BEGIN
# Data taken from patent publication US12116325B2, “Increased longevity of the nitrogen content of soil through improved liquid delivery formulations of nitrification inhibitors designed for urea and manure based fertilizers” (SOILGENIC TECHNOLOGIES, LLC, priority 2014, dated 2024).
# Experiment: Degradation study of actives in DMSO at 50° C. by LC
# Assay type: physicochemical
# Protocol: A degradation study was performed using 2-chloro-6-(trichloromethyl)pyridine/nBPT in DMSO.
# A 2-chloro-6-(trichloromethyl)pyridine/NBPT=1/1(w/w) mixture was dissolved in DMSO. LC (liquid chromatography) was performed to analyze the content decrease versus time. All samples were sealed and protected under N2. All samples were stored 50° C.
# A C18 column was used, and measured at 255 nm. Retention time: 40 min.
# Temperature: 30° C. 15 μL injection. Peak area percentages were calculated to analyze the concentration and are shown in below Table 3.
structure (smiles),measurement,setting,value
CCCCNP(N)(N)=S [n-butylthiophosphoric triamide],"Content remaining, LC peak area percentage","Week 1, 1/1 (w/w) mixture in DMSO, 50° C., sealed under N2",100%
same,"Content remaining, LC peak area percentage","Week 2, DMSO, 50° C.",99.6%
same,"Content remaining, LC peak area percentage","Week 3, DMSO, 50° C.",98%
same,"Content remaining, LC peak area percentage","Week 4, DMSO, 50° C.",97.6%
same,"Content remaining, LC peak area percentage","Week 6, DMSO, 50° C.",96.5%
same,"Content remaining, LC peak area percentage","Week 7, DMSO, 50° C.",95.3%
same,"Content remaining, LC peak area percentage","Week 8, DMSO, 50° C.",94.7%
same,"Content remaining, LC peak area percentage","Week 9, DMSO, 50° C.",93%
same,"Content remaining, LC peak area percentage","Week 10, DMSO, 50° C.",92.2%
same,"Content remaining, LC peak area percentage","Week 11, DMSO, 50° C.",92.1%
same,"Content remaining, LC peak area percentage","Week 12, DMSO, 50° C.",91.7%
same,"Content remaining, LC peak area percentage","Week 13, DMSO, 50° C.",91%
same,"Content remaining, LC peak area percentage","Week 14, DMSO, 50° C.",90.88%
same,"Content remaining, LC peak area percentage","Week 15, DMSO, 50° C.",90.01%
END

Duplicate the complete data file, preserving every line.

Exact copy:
# Data taken from patent publication US12116325B2, “Increased longevity of the nitrogen content of soil through improved liquid delivery formulations of nitrification inhibitors designed for urea and manure based fertilizers” (SOILGENIC TECHNOLOGIES, LLC, priority 2014, dated 2024).
# Experiment: Degradation study of actives in DMSO at 50° C. by LC
# Assay type: physicochemical
# Protocol: A degradation study was performed using 2-chloro-6-(trichloromethyl)pyridine/nBPT in DMSO.
# A 2-chloro-6-(trichloromethyl)pyridine/NBPT=1/1(w/w) mixture was dissolved in DMSO. LC (liquid chromatography) was performed to analyze the content decrease versus time. All samples were sealed and protected under N2. All samples were stored 50° C.
# A C18 column was used, and measured at 255 nm. Retention time: 40 min.
# Temperature: 30° C. 15 μL injection. Peak area percentages were calculated to analyze the concentration and are shown in below Table 3.
structure (smiles),measurement,setting,value
CCCCNP(N)(N)=S [n-butylthiophosphoric triamide],"Content remaining, LC peak area percentage","Week 1, 1/1 (w/w) mixture in DMSO, 50° C., sealed under N2",100%
same,"Content remaining, LC peak area percentage","Week 2, DMSO, 50° C.",99.6%
same,"Content remaining, LC peak area percentage","Week 3, DMSO, 50° C.",98%
same,"Content remaining, LC peak area percentage","Week 4, DMSO, 50° C.",97.6%
same,"Content remaining, LC peak area percentage","Week 6, DMSO, 50° C.",96.5%
same,"Content remaining, LC peak area percentage","Week 7, DMSO, 50° C.",95.3%
same,"Content remaining, LC peak area percentage","Week 8, DMSO, 50° C.",94.7%
same,"Content remaining, LC peak area percentage","Week 9, DMSO, 50° C.",93%
same,"Content remaining, LC peak area percentage","Week 10, DMSO, 50° C.",92.2%
same,"Content remaining, LC peak area percentage","Week 11, DMSO, 50° C.",92.1%
same,"Content remaining, LC peak area percentage","Week 12, DMSO, 50° C.",91.7%
same,"Content remaining, LC peak area percentage","Week 13, DMSO, 50° C.",91%
same,"Content remaining, LC peak area percentage","Week 14, DMSO, 50° C.",90.88%
same,"Content remaining, LC peak area percentage","Week 15, DMSO, 50° C.",90.01%